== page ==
Post-Quantum Cryptography

Recent claims of quantum supremacy have sparked renewed interest in cryptography in the post-
quantum era. The development of post-quantum cryptographic systems for classical computers capable of preventing attacks launched by quantum computers is referred to as post-quantum
cryptography. After mathematician Peter Shor successfully demonstrated that a theoretical quantum computer could easily break the algorithm used for public-key encryption (PKE) in the 1990s, cryptographers all over the world began to speculate on what a post-quantum cryptography system might look like.

     In terms of public-key PQC, there are five well-known and commonly cited classes of cryptographic primitives that are believed to remain secure in the presence of a quantum computer: code-based cryptography, lattice-based cryptography, hash-based cryptography, multivariate cryptography, and isogeny-based cryptography. However, large-scale quantum computers capable of breaking cryptography are unlikely to emerge in the next decade. Nonetheless, systems that require very long-term protection must begin preparing to replace today's classical algorithms.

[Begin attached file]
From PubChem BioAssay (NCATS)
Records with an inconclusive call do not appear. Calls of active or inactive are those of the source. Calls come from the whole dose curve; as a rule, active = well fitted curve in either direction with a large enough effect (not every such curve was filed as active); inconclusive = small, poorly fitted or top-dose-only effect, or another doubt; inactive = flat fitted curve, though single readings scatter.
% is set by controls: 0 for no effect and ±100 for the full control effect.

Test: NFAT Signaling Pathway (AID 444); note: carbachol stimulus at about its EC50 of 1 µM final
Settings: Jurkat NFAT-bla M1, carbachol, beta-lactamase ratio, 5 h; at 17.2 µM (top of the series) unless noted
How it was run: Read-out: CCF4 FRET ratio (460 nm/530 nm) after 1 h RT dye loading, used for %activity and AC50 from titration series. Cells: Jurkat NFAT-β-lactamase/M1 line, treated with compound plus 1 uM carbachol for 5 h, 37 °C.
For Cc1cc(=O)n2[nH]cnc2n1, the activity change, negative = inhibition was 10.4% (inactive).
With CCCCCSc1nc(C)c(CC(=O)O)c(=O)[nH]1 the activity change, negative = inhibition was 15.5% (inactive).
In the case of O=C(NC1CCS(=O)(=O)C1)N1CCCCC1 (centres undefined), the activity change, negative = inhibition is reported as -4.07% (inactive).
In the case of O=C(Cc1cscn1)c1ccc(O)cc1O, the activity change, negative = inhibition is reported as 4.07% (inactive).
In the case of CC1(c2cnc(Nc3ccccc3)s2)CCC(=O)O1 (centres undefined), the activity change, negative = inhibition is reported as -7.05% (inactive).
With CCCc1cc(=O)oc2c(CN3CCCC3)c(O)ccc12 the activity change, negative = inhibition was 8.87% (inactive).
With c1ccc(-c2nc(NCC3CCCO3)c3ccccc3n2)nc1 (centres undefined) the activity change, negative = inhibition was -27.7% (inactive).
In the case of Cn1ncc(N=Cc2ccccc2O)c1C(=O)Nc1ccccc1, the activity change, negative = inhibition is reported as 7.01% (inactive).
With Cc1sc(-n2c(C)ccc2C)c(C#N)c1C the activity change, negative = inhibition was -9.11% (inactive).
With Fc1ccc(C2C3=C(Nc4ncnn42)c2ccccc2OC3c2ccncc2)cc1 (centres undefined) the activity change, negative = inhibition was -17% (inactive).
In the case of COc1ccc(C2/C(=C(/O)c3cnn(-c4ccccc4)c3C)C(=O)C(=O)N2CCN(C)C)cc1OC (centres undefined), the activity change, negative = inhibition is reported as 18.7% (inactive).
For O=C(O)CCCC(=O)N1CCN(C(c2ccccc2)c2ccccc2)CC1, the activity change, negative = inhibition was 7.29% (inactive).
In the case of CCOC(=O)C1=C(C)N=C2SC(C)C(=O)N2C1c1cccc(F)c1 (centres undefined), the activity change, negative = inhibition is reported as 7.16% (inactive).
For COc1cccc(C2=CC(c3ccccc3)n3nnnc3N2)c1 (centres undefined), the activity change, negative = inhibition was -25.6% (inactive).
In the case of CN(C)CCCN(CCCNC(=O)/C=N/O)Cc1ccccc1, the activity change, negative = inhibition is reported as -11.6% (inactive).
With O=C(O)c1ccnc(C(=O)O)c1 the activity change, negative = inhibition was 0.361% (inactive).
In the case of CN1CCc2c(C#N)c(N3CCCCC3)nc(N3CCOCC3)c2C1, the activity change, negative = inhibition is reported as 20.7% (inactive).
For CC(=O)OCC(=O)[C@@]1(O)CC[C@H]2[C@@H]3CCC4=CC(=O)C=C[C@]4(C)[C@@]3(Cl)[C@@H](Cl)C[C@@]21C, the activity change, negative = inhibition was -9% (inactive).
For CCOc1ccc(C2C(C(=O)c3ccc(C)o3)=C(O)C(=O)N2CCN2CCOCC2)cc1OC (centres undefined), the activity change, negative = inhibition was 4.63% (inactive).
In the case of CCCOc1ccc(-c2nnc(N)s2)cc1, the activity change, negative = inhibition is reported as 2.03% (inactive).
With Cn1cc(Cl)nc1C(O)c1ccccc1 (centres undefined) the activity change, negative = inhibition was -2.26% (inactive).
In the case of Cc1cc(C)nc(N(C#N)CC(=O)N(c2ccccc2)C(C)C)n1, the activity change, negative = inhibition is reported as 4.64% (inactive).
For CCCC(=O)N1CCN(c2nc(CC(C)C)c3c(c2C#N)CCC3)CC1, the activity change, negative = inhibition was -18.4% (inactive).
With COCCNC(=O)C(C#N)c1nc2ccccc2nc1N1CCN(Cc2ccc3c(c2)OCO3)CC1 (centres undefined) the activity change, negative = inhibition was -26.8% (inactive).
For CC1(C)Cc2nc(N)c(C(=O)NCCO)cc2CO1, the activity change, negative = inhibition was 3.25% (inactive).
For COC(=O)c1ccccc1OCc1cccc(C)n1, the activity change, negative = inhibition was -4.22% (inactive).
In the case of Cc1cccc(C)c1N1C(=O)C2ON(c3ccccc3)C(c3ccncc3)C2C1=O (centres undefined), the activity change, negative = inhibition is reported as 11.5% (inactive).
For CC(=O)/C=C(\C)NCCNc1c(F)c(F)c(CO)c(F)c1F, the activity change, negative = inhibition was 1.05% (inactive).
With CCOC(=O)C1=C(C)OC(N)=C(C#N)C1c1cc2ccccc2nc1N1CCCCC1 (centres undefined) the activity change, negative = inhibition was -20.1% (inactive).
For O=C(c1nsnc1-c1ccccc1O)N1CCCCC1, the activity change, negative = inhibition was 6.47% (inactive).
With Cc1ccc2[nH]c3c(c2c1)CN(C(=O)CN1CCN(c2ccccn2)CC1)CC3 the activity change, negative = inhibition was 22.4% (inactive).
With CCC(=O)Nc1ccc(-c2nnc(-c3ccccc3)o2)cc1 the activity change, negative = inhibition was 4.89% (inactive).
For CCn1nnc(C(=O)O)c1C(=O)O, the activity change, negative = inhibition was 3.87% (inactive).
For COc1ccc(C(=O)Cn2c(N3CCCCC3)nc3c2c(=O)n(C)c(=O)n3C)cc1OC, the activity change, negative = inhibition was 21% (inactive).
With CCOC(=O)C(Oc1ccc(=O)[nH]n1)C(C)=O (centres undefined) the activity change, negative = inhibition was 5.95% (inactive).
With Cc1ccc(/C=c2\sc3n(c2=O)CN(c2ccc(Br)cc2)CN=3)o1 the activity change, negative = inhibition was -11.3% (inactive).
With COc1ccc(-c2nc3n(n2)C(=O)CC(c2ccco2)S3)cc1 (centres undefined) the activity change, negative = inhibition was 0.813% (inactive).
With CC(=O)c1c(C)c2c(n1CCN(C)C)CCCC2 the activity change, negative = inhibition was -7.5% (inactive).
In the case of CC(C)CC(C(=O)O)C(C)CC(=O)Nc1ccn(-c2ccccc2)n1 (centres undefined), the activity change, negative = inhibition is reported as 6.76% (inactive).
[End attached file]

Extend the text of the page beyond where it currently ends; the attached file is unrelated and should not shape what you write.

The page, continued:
Lattice-based Cryptography:





Code-based Cryptography: 



Multivariate Cryptography:

  • Ratna Dutta, Sumit Kumar Debnath, and Chinmoy Biswas: Storage Friendly Provably Secure Multivariate Identity-Based Signature from Isomorphism of Polynomials Problem. In the Proceeding of the 18th International Conference on Security and Cryptography (SECRYPT 2021), July 6-8, 2021.

Isogeny-based Cryptography: 

  • Surbhi Shaw, Ratna Dutta: Identification Scheme and Forward-Secure Signature in Identity-Based Setting from Isogenies. In the Proceedings of the 15th International Conference on Provable and Practical Security. ProvSec 2021.